It may sound hard to believe, but it is possible that, outside of India, the most passionate audiences and connoisseurs of classical Indian music today are found in the tiny state of Israel (population some 8 million, far less than the size of one of the major Indian cities). To some extent, this strange fact reflects the continuous flow of Israeli tourists to India--tens of thousands each year. Some of them come for periods of several months, often after finishing their army service, needing to escape the relentless pressure cooker of life in Israel and its endemic violence. Israelis, like Jews generally, are restless people, curious about other lands and cultures, and India is undoubtedly one of their preferred destinations. For many of them, India provides forms of much-needed spiritual sustenance, an answer to their yearning for deeper meaning and experience. Many young Israelis study classical Hindustani music while in India at the feet of well-known vocalists, flautists, drummers, and violinists. When they come back home, they pass this knowledge on to others. The result is that there are large, sensitive audiences in Israel for any Indian musician who comes to perform.
To give only one example among many, there is the highly accomplished dhrupad singer and teacher Osnat Elkabir, who lived and studied in India for eleven years, initially, and continues to go back each year. Among her teachers were Rahim Fahimuddin Dagar and Zia Fariduddin Dagar (the latter taught her pakhawaj), Chattrapati Singh, and the great dhrupad singer Pandit Ritwik Sannyal in Varanasi. She also studied dance: Mohini Attam and Kudiyattam at the Kerala Kala Mandalam, and Kathak in the Bengali style with Buddhadev Caitanya. Osnat, who comes from a musical Baghdadi family, teaches large classes on classical Indian music at Tel Aviv University and the Hebrew University of Jerusalem, and she has large numbers of devoted students learning dhrupad (including myself). Her brothers Dudu and Yossi also perform regularly, the former on rudravina, the latter on tabla.
Zia Mohiuddin Dagar and Zia Fariduddin Dagar find Israeli fans.
Osnat sees musical education as creating a bridge between cultures, as only music can do so directly. Thus for several years Osnat has taught mixed groups of Palestinians and Israelis in the cooperative venture known as “Common Language”—that is, music. At a time when the barriers between Palestinians and Israelis seem to be almost impenetrable, and as fanatical politicians continually work to make these barriers even higher and more daunting, Indian music has become one possible, and oddly privileged, channel for communication between the communities.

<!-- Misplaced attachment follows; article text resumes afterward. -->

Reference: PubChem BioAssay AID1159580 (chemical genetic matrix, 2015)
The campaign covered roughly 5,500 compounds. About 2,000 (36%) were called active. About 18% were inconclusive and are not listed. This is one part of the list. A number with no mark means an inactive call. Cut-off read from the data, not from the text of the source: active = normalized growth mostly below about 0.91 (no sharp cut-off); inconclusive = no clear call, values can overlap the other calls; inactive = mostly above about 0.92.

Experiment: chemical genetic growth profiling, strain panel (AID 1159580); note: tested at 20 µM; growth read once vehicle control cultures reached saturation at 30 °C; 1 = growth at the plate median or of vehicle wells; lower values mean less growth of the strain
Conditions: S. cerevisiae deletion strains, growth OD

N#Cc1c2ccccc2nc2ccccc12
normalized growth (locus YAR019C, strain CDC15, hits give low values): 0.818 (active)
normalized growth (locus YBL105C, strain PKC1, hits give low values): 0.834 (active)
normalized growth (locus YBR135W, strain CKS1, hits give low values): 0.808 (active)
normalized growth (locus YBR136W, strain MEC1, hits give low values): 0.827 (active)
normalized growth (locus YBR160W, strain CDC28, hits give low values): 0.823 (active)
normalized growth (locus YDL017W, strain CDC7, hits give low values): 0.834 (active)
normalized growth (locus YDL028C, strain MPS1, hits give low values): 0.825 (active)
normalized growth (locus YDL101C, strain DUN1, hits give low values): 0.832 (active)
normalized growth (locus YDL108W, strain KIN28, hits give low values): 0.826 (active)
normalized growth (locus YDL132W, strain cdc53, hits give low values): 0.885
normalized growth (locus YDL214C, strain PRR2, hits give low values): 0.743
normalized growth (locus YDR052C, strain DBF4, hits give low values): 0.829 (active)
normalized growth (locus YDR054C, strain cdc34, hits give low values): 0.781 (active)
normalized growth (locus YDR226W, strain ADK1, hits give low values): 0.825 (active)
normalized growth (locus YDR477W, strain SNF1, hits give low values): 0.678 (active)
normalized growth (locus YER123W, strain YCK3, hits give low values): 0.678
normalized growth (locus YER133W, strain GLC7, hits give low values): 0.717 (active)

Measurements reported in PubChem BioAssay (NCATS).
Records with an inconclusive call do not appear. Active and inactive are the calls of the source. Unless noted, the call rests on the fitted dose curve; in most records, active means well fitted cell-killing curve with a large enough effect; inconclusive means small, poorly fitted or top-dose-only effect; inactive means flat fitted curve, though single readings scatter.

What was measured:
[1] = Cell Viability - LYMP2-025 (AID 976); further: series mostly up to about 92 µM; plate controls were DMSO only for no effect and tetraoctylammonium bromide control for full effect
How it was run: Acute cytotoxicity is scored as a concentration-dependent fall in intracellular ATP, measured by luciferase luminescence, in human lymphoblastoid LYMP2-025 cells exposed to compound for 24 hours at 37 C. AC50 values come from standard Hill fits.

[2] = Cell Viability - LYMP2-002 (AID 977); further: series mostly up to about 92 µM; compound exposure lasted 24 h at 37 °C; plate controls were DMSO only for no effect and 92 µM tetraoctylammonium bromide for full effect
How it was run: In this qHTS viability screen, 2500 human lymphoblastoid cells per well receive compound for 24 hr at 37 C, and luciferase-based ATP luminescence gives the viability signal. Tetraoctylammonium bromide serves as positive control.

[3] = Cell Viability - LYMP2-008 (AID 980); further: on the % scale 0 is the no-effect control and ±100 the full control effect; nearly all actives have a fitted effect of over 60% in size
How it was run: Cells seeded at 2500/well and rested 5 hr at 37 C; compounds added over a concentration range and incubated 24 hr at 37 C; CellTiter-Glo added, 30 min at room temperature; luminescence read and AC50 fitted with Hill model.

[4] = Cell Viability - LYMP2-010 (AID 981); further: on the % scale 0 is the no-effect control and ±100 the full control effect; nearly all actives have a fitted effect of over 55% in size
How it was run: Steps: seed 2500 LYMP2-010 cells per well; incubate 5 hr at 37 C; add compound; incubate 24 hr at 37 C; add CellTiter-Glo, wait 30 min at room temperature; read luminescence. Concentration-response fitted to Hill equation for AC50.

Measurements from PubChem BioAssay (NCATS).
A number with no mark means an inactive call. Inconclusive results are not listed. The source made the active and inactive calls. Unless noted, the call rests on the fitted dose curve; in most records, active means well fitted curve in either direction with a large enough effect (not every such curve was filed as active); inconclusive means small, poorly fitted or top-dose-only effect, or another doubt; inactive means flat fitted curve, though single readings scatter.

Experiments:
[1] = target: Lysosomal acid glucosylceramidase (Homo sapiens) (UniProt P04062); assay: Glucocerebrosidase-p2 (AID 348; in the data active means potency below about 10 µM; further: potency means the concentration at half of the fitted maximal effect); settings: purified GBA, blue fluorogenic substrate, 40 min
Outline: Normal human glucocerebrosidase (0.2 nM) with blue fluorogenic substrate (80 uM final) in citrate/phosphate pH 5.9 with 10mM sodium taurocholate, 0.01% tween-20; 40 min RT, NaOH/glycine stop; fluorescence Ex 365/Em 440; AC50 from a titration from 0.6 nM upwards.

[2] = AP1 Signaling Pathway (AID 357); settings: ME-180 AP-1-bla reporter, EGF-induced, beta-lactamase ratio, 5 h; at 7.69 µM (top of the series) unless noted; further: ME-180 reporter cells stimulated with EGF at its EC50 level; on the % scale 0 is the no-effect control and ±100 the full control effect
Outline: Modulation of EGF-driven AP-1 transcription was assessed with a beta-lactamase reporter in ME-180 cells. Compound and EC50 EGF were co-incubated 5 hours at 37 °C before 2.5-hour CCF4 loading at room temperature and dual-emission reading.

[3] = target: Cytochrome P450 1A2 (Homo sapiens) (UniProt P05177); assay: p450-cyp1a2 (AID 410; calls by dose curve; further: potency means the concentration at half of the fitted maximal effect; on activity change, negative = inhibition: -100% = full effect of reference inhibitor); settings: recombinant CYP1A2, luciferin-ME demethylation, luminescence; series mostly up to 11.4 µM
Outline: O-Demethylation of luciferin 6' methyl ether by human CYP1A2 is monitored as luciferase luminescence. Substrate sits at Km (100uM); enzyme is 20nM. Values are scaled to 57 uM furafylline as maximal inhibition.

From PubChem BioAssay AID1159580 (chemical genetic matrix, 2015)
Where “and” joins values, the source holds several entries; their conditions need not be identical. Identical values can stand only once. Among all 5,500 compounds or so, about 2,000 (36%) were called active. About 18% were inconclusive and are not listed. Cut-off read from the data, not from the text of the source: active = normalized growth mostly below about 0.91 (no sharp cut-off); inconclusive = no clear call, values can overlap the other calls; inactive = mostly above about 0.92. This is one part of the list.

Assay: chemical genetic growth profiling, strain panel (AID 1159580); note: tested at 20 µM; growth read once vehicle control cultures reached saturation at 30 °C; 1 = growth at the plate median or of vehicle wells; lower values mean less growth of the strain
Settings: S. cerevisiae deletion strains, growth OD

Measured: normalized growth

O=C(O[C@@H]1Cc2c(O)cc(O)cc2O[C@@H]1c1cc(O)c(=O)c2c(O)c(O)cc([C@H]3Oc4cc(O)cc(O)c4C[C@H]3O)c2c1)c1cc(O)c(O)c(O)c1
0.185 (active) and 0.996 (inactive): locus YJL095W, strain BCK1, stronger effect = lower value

Each year in the summer musicians who have learned Hindustani ragas gather for a night-long Ragamalika, usually in the Galilee mountains. Israeli rock musicians have also integrated ragas into their compositions. And Jerusalem hosts an international music festival, named after the Middle Eastern instrument, the Oud, each year, in which Hindustani musicians regularly perform along with classical Turkish, Greek, and Arabic vocalists, the latter particularly adored by a large segment of the population, whatever their political views.
Such passionate intensity and universal taste are hallmarks of artistic and intellectual life in Israel, and they have their counterparts in the Palestinian territories (still sadly under Israeli occupation). However, Carnatic music is still something of a newcomer to the Israeli arts scene. Hence the importance of the impending visit to Israel, including Palestinian east Jerusalem, of the great Carnatic singer T M Krishna, for a series of performances and a master class hosted by the Israel Academy of Sciences and Humanities, the premier academic institution in the country. This initiative of the Academy of Sciences and its president, Professor Nili Cohen, clearly reflects the restless openness to cultural experiences from around the world that I have mentioned. But the choice of T M Krishna and Carnatic music is not coincidental. It is the natural extension of the fascination with the Hindustani system and of the lively interest in southern Indian languages and cultures in the Israeli universities (Tamil, Telugu, Malayalam, and Sanskrit are regularly taught at the Hebrew University). Originally, there was hope of having a joint Israeli-Palestinian peace concert, a Middle Eastern Woodstock. The violent political situation made this impossible; but the mere fact that Palestinians and Israelis are coming together to learn the subtleties of Carnatic kritis from one of their greatest exponents offers some glimmer of hope for better days, when the two communities will live in peace and share artistic experiences in a normal way as part of their common humanity. I, for one, still believe such days will come.
(David Shulman is professor emeritus at the Hebrew University of Jerusalem. He teaches Sanskrit, Tamil, and Telugu, and courses on Indian civilisation, religion, and philosophy. He has published 20 books on topics relating to the cultural history of South India and is deeply involved in Carnatic music.)